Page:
If the New Testament teaches that Jesus alone is the sole arbiter of eternal perdition/reward, then what does the New Testament teach about how a Christian should treat others who are not Christians? In short, the answer is “with love.” Jesus mentions that all should love their neighbor as themselves (Luke 10:27b). When being queried about who should be considered a neighbor, Jesus gives the parable of the Good Samaritan as an answer to this question (Luke 10). In giving this parable as a response, Jesus further teaches that the Samaritan is one who has been a good neighbor rendering aid to one who is suffering. The Samaritan’s love practically expressed to aid someone in distress from another faith tradition is instructive about how Christians (or for that matter anyone) should treat others different than themselves. In addition to Jesus’s words on loving your neighbor as yourself, Jesus makes another emphatic statement that this love extends to enemies as well. If someone is your foe, then you should love this person all the more than someone who is your friend (Matthew 5:44, 46). In addition to Jesus words, Paul also tells us the importance of love in 1 Corinthians 13. Without love, you might as well hang up any attempt at Christian piety (vv. 2-3).
As one who lived a perfect life, Jesus’s ministry was filled with an ethic of love that extended to others that were believed to be “less than.” Jesus made sure to visit and share with the Samaritans, a group believed by pious Jews to be “beneath them.” He also dined with tax collectors who were despised by segments of the Jewish population (Matt. 9:10-11). Along with these examples of reaching out to those of lower social status, Jesus also protected a woman who was caught in adultery that was facing sure death (John 8) and even forgave a man of his crimes/sins as he hung on the cross (Luke 23:43). Jesus Christ was continually serving humanity (showing love to others) while he ministered on earth. In his earthly ministry, Jesus Christ not only teaches us to love others, but also modeled a benevolent, selfless love.
Hearkening back to Sanders’s disapproval of John 3:18 (standing condemned), I find it quite interesting that just two verses before this passage is the best known of all Bible verses that clearly proclaims the disposition of Jesus towards “the world.” God so loved the world that he sent Jesus Christ to it that all may attain eternal life through relationship with him (v. 16). Moreover, 3:17 states that Jesus was sent not for the purpose of condemning anyone but rather to enable all to attain eternal life. It is only because of their rejection of God’s provision of Himself in the person of Jesus Christ that any are condemned (v. 18) and as stated before, only Jesus Christ is the one who pronounces judgment on any person.
After briefly examining New Testament Scripture relating to who renders final judgment upon humans and what the teaching of the New Testament is about the disposition of Christians towards all persons, it is clear that Sanders is in error when he insinuated that Vought, a Christian, condemned Muslims himself. After reading Vought’s words, it is obvious that Vought was merely referring to a New Testament passage (John 3:18) that spoke of condemnation from God for those who reject Jesus Christ. Furthermore, the clear message of the New Testament is that Jesus Christ/God is the only one who judges every person regardless of his or her label. In regards to an individual Christian, the prime responsibility of any Christian towards any other person is to love them and not condemn them. Furthermore, rendering judgment against another person is expressly prohibited in the New Testament (Rom. 2).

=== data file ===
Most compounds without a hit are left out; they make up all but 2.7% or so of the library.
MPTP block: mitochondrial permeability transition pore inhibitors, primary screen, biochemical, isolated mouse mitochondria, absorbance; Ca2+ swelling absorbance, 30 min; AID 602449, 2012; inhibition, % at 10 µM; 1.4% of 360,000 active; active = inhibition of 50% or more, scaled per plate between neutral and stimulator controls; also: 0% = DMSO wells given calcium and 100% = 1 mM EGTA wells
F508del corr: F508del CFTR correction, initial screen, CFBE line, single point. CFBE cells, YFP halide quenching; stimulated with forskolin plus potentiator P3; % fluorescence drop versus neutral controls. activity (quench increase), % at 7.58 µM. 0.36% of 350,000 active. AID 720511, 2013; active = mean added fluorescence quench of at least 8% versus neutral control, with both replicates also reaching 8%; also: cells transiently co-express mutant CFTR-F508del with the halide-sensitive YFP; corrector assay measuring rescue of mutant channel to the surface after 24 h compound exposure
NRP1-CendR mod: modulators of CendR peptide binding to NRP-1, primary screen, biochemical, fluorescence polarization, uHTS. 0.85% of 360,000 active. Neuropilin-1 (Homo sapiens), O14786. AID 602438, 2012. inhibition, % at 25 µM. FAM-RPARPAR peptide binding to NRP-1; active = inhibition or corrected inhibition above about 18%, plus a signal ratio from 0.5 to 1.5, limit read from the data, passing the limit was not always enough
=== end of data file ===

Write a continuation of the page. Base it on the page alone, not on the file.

In addition to the error found in Sanders’s denunciation of Vought, there is one more aspect of Sanders comments that are troubling to me. It is the fact that Sanders seems to miss the anti-Christian bigotry of his words. Even as Sanders unjustly accuses Vought of condemning Muslims, Sanders doesn’t seem to recognize the fact that he has not only unfairly accused Vought, but he also indirectly casts an aspersion on all Christians who believe that the New Testament is the inspired word of God. He condemns all Christians for believing that Jesus Christ alone is God Incarnate. Just because Christians believe that Jesus Christ is God exclusively, with no other rival god, does not mean that Christians will unfairly treat any other person because of their religious affiliation. So, Sanders, in effect does what he criticizes Vought for. He condemns a people group for their beliefs.
In conclusion, Sanders commits a logical fallacy (erecting a straw man) when criticizing Vought’s use of John 3:18. The only person who renders eternal judgment according to Christian doctrine is Jesus Christ. Furthermore, the main disposition of a Christian (to include Vought) towards any other person regardless of their label or religious affiliation is simply to love them. This does not mean that a Christian accepts any beliefs or actions of persons opposed to the orthodox Christian perspective. Rather, in spite of the actions or beliefs that a person may hold in opposition to Christianity, Christians are charged to love others regardless of their label without accepting as legitimate any heterodox beliefs/actions.
Before launching an attack against any person, Sanders would be better served to conduct a more thorough investigation before condemning another person or group. If he were to do this, then maybe he would not rush so quickly to an unfair and harsh judgment. This sort of misrepresentation of Christian beliefs and anti-Christian bigotry is becoming more prevalent in the media today. Unfortunately, history tells us that if an untruth is repeated enough, then many will view repeated inaccuracies or misrepresentations as facts. However, I am still hopeful that in the future, instead of superficial research on important issues, politicians and journalists will conduct more thoughtful and thorough investigations instead of racing to get out a provocative sound bite or a fiery piece of rhetoric. We all owe each other the courtesy of giving any matter of import a complete go-over before making serious and public accusations.